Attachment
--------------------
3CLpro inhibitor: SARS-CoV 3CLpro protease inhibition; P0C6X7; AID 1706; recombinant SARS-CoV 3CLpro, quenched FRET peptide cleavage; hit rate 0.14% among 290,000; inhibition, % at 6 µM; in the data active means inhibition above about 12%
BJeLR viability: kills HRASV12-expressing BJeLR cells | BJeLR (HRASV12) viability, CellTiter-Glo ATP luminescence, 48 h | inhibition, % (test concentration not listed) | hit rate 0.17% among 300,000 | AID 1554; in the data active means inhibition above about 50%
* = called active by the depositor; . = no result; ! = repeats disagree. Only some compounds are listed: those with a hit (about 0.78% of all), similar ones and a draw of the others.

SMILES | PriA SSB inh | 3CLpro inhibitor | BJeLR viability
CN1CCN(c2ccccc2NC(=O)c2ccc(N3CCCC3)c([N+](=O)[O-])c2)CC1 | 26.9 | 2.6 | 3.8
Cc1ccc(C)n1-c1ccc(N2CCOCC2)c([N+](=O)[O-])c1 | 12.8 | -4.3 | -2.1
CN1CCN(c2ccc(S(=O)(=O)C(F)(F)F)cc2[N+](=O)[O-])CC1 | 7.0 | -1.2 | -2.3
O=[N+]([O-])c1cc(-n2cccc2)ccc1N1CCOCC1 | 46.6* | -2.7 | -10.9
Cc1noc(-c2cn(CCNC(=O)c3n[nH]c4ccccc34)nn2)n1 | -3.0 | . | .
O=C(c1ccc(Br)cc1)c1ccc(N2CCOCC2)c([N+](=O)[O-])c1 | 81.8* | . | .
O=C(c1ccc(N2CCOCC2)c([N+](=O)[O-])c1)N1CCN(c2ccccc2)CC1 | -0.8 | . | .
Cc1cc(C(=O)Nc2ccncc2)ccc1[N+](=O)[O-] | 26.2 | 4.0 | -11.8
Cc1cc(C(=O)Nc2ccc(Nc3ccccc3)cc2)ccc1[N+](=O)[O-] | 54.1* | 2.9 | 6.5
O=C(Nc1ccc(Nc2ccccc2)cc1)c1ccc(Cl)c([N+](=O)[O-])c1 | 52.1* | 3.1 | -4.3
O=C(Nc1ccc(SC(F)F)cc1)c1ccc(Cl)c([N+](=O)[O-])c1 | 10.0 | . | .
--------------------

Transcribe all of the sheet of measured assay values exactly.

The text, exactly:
3CLpro inhibitor: SARS-CoV 3CLpro protease inhibition; P0C6X7; AID 1706; recombinant SARS-CoV 3CLpro, quenched FRET peptide cleavage; hit rate 0.14% among 290,000; inhibition, % at 6 µM; in the data active means inhibition above about 12%
BJeLR viability: kills HRASV12-expressing BJeLR cells | BJeLR (HRASV12) viability, CellTiter-Glo ATP luminescence, 48 h | inhibition, % (test concentration not listed) | hit rate 0.17% among 300,000 | AID 1554; in the data active means inhibition above about 50%
* = called active by the depositor; . = no result; ! = repeats disagree. Only some compounds are listed: those with a hit (about 0.78% of all), similar ones and a draw of the others.

SMILES | PriA SSB inh | 3CLpro inhibitor | BJeLR viability
CN1CCN(c2ccccc2NC(=O)c2ccc(N3CCCC3)c([N+](=O)[O-])c2)CC1 | 26.9 | 2.6 | 3.8
Cc1ccc(C)n1-c1ccc(N2CCOCC2)c([N+](=O)[O-])c1 | 12.8 | -4.3 | -2.1
CN1CCN(c2ccc(S(=O)(=O)C(F)(F)F)cc2[N+](=O)[O-])CC1 | 7.0 | -1.2 | -2.3
O=[N+]([O-])c1cc(-n2cccc2)ccc1N1CCOCC1 | 46.6* | -2.7 | -10.9
Cc1noc(-c2cn(CCNC(=O)c3n[nH]c4ccccc34)nn2)n1 | -3.0 | . | .
O=C(c1ccc(Br)cc1)c1ccc(N2CCOCC2)c([N+](=O)[O-])c1 | 81.8* | . | .
O=C(c1ccc(N2CCOCC2)c([N+](=O)[O-])c1)N1CCN(c2ccccc2)CC1 | -0.8 | . | .
Cc1cc(C(=O)Nc2ccncc2)ccc1[N+](=O)[O-] | 26.2 | 4.0 | -11.8
Cc1cc(C(=O)Nc2ccc(Nc3ccccc3)cc2)ccc1[N+](=O)[O-] | 54.1* | 2.9 | 6.5
O=C(Nc1ccc(Nc2ccccc2)cc1)c1ccc(Cl)c([N+](=O)[O-])c1 | 52.1* | 3.1 | -4.3
O=C(Nc1ccc(SC(F)F)cc1)c1ccc(Cl)c([N+](=O)[O-])c1 | 10.0 | . | .